The following is from our new devotional, Give Me A Faith Like That. As we approach the end of 2022 and the beginning of a new year, we all can look back and find a few regrets. May Samson’s story encourage you to take Paul’s attitude as your own, and forget what lies behind to press on toward the prize for which Jesus called us!
Then Samson called to the Lord and said, “O Lord God, please remember me and please strengthen me just this time, O God,that I may at once be avenged of the Philistines for my two eyes.”
It might seem out of place to include Samson’s story in a devotional about faith. Samson’s story is very sad, a testimony to a wasted life, a picture of what happens when we take the gift of life that God means to use for His glory and spend it on ourselves. Even so, his story is included in scripture for a reason; his imperfect faith teaches us much about the grace, mercy, and sovereignty of God.
Samson’s birth was unusual. The angel of the Lord visited his parents and promised a son would be born. This was exciting news, because up until this time his mother was barren. The child was to be dedicated to the Lord as a Nazarite from before his birth. His mother was given strict instructions not to drink wine or eat any unclean thing while pregnant. God chose Samson and set him apart for His sovereign purposes from the womb. Normally, the Nazarite vow was a voluntary act for a specified period of time, when a person would abstain from three things as an act of consecration or dedication. However, Samson was to be a Nazarite from birth to death, by God’s own choosing. The Nazarite vow meant he was never to drink wine or anything from the vine, never to cut his hair, and never to go near a dead body.
Samson had a special calling on his life, and he also had a special gift, which was supernatural strength. God’s intent was that Samson would use this gift to deliver Israel from the Philistines, but as you read through the story of how he spent his life, you see that instead, Samson used his gift of strength for his own pleasure and glory. He was drawn into relationships with foreign women who worshipped other gods. He lied. He broke the Nazarite vow when he killed a lion and then went back to get honey from it. He demanded a wife like a spoiled child, and his arrogance and temper cost her life. And he foolishly gave away the secret of his strength when he was deceived by a woman.
Samson wasted what God gave him on physical pleasures and pride. He caused the Philistines trouble at times, but he never accomplished what “could have been” if he had instead chosen to use his gifts and influence for God’s glory.
Toward the end of his life, we find Samson in prison, the object of mockery and scorn. His eyes are gouged out and his strength is gone. He is a broken man and seemingly forgotten by God.
This was not, however, the end of his story.
Unnoticed by those who held him prisoner, his hair begins to grow back. One day, his tormentors call for him to be bound between two great columns upon which a house rested. The Philistines wanted Samson brought out to amuse themselves; he was the entertainment of the day. Over three thousand men and women filled the house and the roof, including the lords of the Philistines.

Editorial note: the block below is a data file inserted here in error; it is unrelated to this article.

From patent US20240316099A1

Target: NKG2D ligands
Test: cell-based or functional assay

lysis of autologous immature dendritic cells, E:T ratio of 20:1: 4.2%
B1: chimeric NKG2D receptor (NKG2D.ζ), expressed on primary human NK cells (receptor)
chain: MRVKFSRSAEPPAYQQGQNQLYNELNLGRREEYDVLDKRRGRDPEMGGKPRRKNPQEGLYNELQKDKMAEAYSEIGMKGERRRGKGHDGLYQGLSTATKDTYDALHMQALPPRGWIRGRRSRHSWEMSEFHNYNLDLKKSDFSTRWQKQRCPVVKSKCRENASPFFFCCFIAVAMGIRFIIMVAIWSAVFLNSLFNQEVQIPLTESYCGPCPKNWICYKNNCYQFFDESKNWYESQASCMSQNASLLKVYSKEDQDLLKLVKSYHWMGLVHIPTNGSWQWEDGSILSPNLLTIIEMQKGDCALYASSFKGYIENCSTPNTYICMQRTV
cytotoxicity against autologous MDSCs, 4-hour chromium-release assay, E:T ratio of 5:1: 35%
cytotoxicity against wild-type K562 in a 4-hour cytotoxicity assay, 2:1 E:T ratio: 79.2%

We can’t know for certain what was going through Samson’s mind that day as he listened to the sounds of revelry and mocking, but we do see a glimmer of hope that his heart was repentant at the end and filled with regret for wasting the life God had given him. He asked God for one final moment of supernatural strength to avenge the loss of his eyes. God heard his request, and in grace and mercy, the power of God surged through Samson once again and brought destruction on the enemies of God’s people.
Samson’s story reminds us that no matter how broken we are, no matter how far we’ve fallen, no matter how wasteful we’ve been with the gifts and blessings God’s given us, there is hope for repentance until the moment we take our last breath. God hears the prayer of faith and repentance, even in our dying moments.
I believe God forgave Samson at that moment. God’s calling and choosing are irrevocable (Romans 11:29), and Samson is listed in the great hall of fame chapter of Hebrews 11 as one of God’s faithful servants. His life stands as a reminder of how not to serve God, but also as a beacon of hope for those who find themselves at the end of a life filled with regret.
If Samson could speak to us, I feel confident he would tell us not to wait until the end of our lives to get over “ourselves” and surrender our lives to God for His glory. But, he would also give us hope if our story mirrors his.
What has God given you? Are you using it for your glory, or His? Give me a faith like Samson, that returns to God in my darkest moments, trusting that He is able to redeem what I’ve lost, and will welcome me home at the end.
Acts 3:19 – Therefore repent and return, so that your sins may be wiped away, in order that times of refreshing may come from the presence of the Lord.
Dear Father, We are often like Samson, caught up in our own pleasures and seeking satisfaction in other things instead of using the gifts and blessings You have given us to bring You glory. May we set aside our own desires and live faithfully for You. And if, by chance, we are approaching our death and realize the mistakes we’ve made, may we not be too proud to ask for Your mercy, and renew our faith in You, even if it’s the last thing we do. In Jesus’ Name, Amen.